Manitoba

Trash plan overhaul passed by council

City council has approved a major overhaul to Winnipeg's trash collection system that will cost residents $50 annually.

Garbage plan passes

11 years ago
Duration 1:56
City council has approved a major overhaul to Winnipeg's trash collection system.

City council has approved a major overhaul to Winnipeg's trash collection system that will cost residents $50 annually.

Council voted 11-4 to accept the plan that will see 240-litre rollout carts will be delivered to all single family homes in 2012, replacing all other garbage collection methods.

The fee to cover the new plan will be tacked onto residents water bills in quarterly payments.

'Future generations will thank us for taking action and showing leadership today.'—Mayor Sam Katz

The carts will be picked up and dumped by a truck with an automated arm, putting an end to the days of manual pickup.

Along with the trash carts, the city will also provide homes with a 240-litre cart, replacing the current manual blue box collection program.

Winnipeg has the worst waste rate (15 per cent) in Canada for diverting recyclable and compostable materials from the landfill, according to a news release issued by the city just after the council vote.

"We need to find a more sustainable way to deal with our garbage. Currently we bury all of our garbage at Brady Landfill, which harms the environment by producing greenhouse gasses and leachate, a noxious liquid that is a by-product of decomposing garbage," the release stated.

"Not only is this unsustainable environmentally but our costs are significantly increasing in order to treat these by-products."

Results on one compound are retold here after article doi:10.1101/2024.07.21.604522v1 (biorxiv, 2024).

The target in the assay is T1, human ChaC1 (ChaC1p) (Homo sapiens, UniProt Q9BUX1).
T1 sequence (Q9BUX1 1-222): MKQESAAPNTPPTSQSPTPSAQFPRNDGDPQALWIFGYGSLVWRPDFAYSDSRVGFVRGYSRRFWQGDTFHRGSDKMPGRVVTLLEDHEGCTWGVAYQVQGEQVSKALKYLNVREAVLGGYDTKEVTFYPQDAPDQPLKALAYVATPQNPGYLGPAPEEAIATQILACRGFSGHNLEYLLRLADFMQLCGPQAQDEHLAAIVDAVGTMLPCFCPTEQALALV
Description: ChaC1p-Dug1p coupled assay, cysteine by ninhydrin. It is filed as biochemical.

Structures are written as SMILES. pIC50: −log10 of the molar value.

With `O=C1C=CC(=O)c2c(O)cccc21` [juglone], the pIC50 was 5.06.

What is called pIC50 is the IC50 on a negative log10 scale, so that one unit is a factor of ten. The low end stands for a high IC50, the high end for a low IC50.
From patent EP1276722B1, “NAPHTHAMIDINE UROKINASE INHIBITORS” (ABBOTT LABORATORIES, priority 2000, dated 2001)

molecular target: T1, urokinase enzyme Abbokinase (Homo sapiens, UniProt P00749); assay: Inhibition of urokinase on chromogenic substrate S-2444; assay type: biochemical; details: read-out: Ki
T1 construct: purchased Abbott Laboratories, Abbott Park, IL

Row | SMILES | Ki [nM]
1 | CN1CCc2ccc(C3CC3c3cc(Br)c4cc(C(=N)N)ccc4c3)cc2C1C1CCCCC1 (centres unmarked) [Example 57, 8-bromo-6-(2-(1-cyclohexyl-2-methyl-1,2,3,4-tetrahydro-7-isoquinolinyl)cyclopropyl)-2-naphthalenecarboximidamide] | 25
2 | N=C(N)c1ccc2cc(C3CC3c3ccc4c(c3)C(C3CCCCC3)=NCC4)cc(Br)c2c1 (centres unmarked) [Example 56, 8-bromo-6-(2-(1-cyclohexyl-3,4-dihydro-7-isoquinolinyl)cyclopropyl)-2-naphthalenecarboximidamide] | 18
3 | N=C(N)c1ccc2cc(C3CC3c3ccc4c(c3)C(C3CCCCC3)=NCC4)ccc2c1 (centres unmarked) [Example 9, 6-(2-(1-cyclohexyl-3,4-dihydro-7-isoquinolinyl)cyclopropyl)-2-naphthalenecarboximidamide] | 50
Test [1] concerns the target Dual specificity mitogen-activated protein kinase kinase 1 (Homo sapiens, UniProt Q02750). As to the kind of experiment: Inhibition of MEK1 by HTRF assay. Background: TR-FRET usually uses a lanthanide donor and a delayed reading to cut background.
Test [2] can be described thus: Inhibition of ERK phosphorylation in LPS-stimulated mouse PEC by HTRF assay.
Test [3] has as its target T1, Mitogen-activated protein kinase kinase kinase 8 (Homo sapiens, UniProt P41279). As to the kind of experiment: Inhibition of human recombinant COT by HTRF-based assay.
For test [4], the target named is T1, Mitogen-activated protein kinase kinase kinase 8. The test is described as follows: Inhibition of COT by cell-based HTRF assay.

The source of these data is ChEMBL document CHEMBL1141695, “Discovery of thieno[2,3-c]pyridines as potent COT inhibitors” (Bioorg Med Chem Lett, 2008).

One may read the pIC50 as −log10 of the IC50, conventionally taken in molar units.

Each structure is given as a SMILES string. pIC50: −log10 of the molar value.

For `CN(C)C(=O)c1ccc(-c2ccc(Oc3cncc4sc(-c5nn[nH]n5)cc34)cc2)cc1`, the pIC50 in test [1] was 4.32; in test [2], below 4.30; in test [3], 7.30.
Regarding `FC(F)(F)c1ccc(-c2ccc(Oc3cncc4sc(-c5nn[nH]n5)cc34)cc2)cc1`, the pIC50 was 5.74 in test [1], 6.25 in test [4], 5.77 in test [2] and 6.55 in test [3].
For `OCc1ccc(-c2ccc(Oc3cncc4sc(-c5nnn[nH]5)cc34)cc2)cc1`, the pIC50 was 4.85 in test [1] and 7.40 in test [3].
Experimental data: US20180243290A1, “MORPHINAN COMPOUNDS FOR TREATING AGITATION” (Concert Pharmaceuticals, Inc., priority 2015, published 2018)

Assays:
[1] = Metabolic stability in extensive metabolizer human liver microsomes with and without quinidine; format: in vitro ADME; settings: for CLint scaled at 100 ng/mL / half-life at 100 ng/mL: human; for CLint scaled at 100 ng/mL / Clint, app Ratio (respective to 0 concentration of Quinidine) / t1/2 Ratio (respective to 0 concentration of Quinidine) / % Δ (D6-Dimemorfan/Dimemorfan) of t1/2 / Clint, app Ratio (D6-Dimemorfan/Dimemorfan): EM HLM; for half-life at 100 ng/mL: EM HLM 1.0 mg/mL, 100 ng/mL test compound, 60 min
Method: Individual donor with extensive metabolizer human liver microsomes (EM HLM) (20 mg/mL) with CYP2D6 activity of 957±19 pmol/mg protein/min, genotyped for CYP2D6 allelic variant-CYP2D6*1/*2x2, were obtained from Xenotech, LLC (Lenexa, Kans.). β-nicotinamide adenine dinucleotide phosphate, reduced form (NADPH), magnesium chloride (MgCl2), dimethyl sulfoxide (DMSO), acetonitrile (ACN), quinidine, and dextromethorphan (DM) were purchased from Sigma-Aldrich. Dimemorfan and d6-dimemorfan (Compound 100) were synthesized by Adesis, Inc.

The new waste management plan is aimed at increasing the waste diversion rate to 50 per cent or more by reducing household garbage and significantly increasing household recycling, the release stated.

A new $20 million recycling facility will be built in order to handle the additional recycling material, doubling capacity.

Residents will also be able to take bulky items, electronic waste, and household hazardous waste to community depots that will be established in four regions of the city at a cost of more than $13 million.

The depots will enable the public to dispose of those materials "in an environmentally-responsible way, reducing the risk of arson, illegal dumping, and improving public safety citywide," stated the city release.

"I am pleased that council today passed this comprehensive plan so we can move forward in ensuring we are diverting more material from our landfills and providing a better future for our children," said Mayor Sam Katz.

"People often talk the talk about being green and sustainable, but today council walked the walked and future generations will thank us for taking action and showing leadership today." 

Changes will begin to take effect in the fall of 2012. 

The plan also calls for:

  • Implementing biweekly, manual curbside yard waste collection from April to November, starting in 2012.
  • Implementing a curbside kitchen organic waste collection, starting with a trial program in 2014.
  • Unifying the bulky waste collection fee structure to $5 per item for all customers city-wide.
  • Implementing a collection program for extra garbage bags, consistent with the bulky waste charge ($5 per pickup of up to three standard-sized garbage bags).

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